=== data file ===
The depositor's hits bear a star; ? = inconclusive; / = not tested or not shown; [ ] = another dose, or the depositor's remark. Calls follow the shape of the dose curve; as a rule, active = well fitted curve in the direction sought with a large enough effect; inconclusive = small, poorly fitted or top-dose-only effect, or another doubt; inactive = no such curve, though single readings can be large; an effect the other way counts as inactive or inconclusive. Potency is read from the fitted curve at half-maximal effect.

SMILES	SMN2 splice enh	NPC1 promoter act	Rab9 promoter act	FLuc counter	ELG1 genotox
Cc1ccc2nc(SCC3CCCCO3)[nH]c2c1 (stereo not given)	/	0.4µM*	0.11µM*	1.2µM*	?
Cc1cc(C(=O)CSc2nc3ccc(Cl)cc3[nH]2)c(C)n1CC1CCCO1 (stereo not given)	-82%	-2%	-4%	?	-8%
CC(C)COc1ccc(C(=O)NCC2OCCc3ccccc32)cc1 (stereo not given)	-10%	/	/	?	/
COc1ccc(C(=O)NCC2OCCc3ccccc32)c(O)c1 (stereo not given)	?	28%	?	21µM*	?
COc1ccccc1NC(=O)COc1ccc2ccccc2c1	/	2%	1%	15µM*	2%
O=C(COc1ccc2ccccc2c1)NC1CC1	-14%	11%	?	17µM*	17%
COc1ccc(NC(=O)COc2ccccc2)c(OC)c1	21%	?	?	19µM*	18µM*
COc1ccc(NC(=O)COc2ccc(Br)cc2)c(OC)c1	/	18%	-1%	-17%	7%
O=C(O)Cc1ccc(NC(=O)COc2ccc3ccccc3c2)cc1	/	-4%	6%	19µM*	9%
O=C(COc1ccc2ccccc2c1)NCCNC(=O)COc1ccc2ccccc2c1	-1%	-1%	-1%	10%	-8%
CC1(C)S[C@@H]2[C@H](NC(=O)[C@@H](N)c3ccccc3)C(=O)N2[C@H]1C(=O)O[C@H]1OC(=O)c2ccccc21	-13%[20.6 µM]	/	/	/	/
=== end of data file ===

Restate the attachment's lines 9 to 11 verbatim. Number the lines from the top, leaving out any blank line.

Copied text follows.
COc1ccc(NC(=O)COc2ccccc2)c(OC)c1	21%	?	?	19µM*	18µM*
COc1ccc(NC(=O)COc2ccc(Br)cc2)c(OC)c1	/	18%	-1%	-17%	7%
O=C(O)Cc1ccc(NC(=O)COc2ccc3ccccc3c2)cc1	/	-4%	6%	19µM*	9%